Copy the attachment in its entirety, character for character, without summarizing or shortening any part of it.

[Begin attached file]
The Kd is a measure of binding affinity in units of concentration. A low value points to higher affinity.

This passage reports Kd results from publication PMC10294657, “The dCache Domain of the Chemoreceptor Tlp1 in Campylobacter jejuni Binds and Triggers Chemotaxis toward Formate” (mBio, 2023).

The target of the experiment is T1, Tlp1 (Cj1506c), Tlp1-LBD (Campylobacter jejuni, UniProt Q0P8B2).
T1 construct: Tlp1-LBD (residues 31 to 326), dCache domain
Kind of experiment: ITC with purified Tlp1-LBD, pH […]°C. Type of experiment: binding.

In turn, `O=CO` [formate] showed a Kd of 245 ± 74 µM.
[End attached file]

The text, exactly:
The Kd is a measure of binding affinity in units of concentration. A low value points to higher affinity.

This passage reports Kd results from publication PMC10294657, “The dCache Domain of the Chemoreceptor Tlp1 in Campylobacter jejuni Binds and Triggers Chemotaxis toward Formate” (mBio, 2023).

The target of the experiment is T1, Tlp1 (Cj1506c), Tlp1-LBD (Campylobacter jejuni, UniProt Q0P8B2).
T1 construct: Tlp1-LBD (residues 31 to 326), dCache domain
Kind of experiment: ITC with purified Tlp1-LBD, pH […]°C. Type of experiment: binding.

In turn, `O=CO` [formate] showed a Kd of 245 ± 74 µM.